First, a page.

One the best responses to WDYK in some time was triggered by Peter Marson’s request for information on C-69 Constellation and Zurich photographic Constellation cards. We already have two Constellations in this issue but as they were all Wright-powered they fit in with the theme and one card can set us of on another course of enquiry. The card below was reported by both Alan Van Wickler and Bill Peters from the US group. It is a real photo card of an early C-69 by W.J Gray L/A (= Los Angeles ?) and has a background of Lockheed P-38 Lightnings. It may be Lockheed Company production as the lengthy text reads :-

“LOCKHEED CONSTELLATION The largest, fastest and most powerful cargo or transport plane in the world. Faster than a Japanese Zero fighter, or any four engined bomber now in service.  Its four 2000 h.p Wright engines will fly the new giant cross the continent non-stop Los Angeles-New York in less than 9 hours and Honolulu in twelve. Can carry 55 passengers and crew of 9. LOCKHEED AIRCRAFT CORP, Burbank, Calif”



In fact the second prototype Constellation flew Los Angeles to Washington on delivery to the USAAF on 17th April 1944 in 6hrs 37 mins, flown by the president of TWA Jack Frye and Howard Hughes – it was painted in TWA colours for the occasion. This was a little over a year since the  first flight of the type on 9 Jan 1943 (misquoted last time).


The “faster than a Japanese Zero” claim appears in the back text of other cards too. An attention-grabbing claim, one wonders if it was also inspired by Hughes. It does appear to be true as well. Janes for 1945, by which time the Constellation was no secret and Zero fighters had been evaluated in the US, quotes the top speed of a Zero as 340 m.p.h and the same for a loaded L.049 Constellation.


Recent new member Martin Christen has found more cards from Zurich – all real photographic. Two are take off shots of TWA 749s N91202 & N6017C by Photo Schait B18 and Hugo Kopp 6146W plus ground shots of Air France and BOAC. The BOAC with “M” on the nosewheel door appears to be G-ALAM “Belfast”, destroyed at Singapore-Kallang in 1954. The card is by Kopp, Zurich 6149W. The Air France is Swissair 8027.



The “faster than a Zero claim” raises an interesting issue re Japanese cards. Firstly while Germany and Italy issued many propaganda cards intended to show the superiority of their equipment, on the face of it Japan took a different approach. As far as can be determined, unscientifically, from the contents of dealers “Aviation” boxes, Japan did produce quite a lot of cards of military aviation in the 20s and early 30’s but few or none later. As the view of Japanese equipment held pre-1941 was that it was second- class, maybe this was a deliberate strategy with all more advanced equipment embargoed for publication. Even after Japan’s early succeses, aircraft do not seem to have featured heavily on postcard propaganda, although a reproduction of the one below depicting the attack on Singapore was on sale in that city a few years back.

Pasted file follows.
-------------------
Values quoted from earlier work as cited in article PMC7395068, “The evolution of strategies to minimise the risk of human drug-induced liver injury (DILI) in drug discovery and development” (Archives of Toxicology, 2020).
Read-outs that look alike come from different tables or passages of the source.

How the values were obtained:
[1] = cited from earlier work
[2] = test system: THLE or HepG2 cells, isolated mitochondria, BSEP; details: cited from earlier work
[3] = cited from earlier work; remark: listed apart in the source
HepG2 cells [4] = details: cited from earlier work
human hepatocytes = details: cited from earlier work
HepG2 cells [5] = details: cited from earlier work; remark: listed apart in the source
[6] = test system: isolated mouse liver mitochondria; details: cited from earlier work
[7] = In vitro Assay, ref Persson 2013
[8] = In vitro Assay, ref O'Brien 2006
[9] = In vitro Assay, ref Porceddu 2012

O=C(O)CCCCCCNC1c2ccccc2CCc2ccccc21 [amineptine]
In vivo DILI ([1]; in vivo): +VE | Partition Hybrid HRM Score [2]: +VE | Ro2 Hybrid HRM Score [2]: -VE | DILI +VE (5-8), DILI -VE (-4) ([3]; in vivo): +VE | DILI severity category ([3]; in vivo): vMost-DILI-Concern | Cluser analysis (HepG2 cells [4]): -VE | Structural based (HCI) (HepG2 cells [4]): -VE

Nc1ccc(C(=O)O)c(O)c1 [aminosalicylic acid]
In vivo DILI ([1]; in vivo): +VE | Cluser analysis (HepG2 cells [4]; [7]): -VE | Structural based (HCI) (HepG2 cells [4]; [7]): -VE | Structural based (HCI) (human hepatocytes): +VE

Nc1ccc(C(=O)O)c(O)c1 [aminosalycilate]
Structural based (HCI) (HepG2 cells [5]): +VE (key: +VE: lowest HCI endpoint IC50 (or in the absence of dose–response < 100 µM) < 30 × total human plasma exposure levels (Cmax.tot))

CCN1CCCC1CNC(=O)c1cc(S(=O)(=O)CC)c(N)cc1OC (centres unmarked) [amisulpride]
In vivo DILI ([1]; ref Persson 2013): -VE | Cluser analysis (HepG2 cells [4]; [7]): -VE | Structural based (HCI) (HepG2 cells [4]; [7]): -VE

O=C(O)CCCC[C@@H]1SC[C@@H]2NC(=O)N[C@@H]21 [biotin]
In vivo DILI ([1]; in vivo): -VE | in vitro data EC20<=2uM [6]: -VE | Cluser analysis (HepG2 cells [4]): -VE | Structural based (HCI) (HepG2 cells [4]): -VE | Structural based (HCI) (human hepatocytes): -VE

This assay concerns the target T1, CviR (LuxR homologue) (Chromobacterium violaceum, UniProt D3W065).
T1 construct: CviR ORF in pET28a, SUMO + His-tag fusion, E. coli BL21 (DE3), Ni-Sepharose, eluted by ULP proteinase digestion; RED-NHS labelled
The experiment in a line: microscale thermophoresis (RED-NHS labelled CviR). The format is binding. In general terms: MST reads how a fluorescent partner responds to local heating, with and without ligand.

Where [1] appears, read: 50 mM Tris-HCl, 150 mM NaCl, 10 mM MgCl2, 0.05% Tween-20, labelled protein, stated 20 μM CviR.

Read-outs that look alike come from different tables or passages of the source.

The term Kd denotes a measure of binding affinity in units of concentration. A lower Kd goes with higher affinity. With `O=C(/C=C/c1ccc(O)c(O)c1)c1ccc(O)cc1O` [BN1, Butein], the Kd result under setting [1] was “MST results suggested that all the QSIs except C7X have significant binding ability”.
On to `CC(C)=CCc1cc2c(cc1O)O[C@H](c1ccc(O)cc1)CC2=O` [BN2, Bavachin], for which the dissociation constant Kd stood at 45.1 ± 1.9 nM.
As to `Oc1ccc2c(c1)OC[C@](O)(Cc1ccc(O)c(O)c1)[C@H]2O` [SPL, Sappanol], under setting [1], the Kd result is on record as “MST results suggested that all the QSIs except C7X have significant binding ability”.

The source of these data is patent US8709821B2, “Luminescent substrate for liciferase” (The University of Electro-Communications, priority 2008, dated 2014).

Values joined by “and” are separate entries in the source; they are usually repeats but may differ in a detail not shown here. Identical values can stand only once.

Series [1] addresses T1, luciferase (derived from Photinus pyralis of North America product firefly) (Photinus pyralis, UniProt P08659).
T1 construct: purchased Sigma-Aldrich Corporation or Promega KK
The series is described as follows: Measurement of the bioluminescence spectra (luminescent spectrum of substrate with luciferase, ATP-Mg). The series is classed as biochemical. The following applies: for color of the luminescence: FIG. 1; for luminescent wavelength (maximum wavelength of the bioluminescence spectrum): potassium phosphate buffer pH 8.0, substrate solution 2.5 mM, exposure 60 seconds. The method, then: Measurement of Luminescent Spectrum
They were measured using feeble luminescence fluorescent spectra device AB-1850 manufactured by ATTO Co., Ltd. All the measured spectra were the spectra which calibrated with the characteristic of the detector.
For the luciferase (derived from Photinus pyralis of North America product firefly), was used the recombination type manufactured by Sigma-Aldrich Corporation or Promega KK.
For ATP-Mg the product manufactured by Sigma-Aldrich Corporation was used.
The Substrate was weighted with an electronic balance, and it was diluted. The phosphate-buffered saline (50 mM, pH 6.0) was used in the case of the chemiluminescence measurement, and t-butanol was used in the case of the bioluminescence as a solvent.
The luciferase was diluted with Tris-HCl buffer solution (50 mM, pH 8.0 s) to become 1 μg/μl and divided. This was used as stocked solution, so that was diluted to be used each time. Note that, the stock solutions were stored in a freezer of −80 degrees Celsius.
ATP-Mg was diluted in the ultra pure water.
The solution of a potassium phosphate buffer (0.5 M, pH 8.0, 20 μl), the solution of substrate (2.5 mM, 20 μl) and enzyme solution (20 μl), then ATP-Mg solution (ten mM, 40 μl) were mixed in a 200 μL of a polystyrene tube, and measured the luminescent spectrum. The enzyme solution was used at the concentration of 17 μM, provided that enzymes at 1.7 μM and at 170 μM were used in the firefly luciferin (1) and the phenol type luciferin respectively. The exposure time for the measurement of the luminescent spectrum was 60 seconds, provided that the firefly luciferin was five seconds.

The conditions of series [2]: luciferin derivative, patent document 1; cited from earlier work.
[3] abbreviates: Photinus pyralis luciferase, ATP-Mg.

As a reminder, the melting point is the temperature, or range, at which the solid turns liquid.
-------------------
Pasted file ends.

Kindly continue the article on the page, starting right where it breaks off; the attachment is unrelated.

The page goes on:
Also given Japan’ s later pre-eminence in photographic technology the real photo card seems to be a rarity not only in the WW2 period but also afterwards, at a time when German photography was widely displayed on black and white postcards. The only photographic card I recall seeing from pre war or war time Japan was a battered faded shot of a Nakajima AT production line – the text was not in Japanese characters but seemed to be Thai or Burmese.  Japanese airline cards from the 30s, like this other Nakajima AT from Japan Air Transport are relatively crude in their print quality.



So, does anybody know anything about Japanese military or photographic cards from the 1930/40 period ?


There is some new  information on an old topic, Vickers issue Viscount cards. A few more have surfaced , namely :-

In the slightly oversize, artist drawn series, a TCA Viscount at a snowy airport.



In the “text at bottom” series, Cubana 700 CU-T-604 flying right and also Hunting-Clan 800 Flying right. These only carried these colours for a short time before the merger into British United. This example does not carry the Vickers logo and can be assumed to be by Vickers for the airline.



The Cubana and TCA both have pre-printed back-text about traffic increases following the introduction of the Viscount.

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